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  1. #1
    Join Date
    Mar. 19, 2006

    Default Botulism?

    A friend of mine just lost 2 horses due to Botulism toxicity. I guess there was a skunk tail in the hay? I've never heard of this before, I have found snakes, and bits of fur in the hay once in a while, but never thought anything of it.

  2. #2
    Join Date
    Feb. 8, 2004
    Rolling hills of Virginny


    The problem with that type of botulism is that there's no vaccine for it, and it can come from hay or even while they're grazing, if a small animal died out in their pasture.

    My condolences to your friend. I knew someone years ago who lost her favorite horse to the same thing.
    Homeopathy claims water can cure you since it once held medicine. That's like saying you can get sustenance from an empty plate because it once held food.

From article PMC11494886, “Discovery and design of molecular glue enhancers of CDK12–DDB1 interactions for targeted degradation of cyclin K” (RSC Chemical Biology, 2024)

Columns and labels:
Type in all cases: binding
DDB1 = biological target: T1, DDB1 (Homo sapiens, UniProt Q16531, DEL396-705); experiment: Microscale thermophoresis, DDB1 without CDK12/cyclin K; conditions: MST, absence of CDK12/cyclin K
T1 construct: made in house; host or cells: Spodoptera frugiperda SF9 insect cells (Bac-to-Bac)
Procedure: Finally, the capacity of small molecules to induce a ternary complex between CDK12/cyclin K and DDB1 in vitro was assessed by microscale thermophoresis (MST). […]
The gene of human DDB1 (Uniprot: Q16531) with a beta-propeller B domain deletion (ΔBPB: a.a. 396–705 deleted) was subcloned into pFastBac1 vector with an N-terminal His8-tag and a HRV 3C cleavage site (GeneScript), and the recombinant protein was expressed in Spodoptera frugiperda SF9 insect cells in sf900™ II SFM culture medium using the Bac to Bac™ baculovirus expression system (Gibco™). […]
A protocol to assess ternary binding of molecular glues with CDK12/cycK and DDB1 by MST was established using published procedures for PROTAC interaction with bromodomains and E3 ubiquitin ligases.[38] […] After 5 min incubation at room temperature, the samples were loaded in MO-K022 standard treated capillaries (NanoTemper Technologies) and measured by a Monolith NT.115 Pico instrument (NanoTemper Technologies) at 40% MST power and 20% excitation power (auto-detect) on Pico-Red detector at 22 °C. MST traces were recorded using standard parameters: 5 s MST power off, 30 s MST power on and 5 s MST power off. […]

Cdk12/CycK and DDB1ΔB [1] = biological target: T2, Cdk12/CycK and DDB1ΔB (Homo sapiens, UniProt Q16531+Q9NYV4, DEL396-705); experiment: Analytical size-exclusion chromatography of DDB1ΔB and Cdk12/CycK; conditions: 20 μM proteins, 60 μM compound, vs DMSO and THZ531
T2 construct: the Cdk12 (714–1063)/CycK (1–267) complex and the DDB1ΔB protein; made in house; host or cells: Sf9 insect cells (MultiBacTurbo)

3. #3
    Join Date
    Mar. 9, 2003
    Baldwin, MD


    There *IS* a vaccine for botulism for horses for C. botulinum type B, which is what horses typically get from ingesting forage contaminated by the C. botulinum B toxin, and causes Shaker Foal Syndrome. It's found in soil in certain regions of the country.

    The botulinum toxin is a neurotoxin that prevents nerves from stimulating muscles and paralysis develops. Most horses have the inability to swallow and overall muscle weakness. There is an antitoxin available to treat these horses but it will not help with toxin that is already at the nerve terminal.

    DogPonyShow - what area of the country are you in? Botulism is endemic in the northeast (VA, MD, PA etc), and is considered a core vaccine there. It's sporadic in other parts of the country, but outbreaks pop up pretty regularly.
    Last edited by Lauren12; Dec. 1, 2012 at 02:20 AM.

  4. #4
    Join Date
    Mar. 19, 2006


    We are in Idaho.

  5. #5
    Join Date
    Jul. 3, 2012
    Twin Cities


    You can vaccinate against the bacteria: this prevents bacteria from infecting horse, where they could secrete the toxin.

    However, it does nothing to prevent reaction to the toxin itself. So if preformed toxin is ingested, reaction still occurs.

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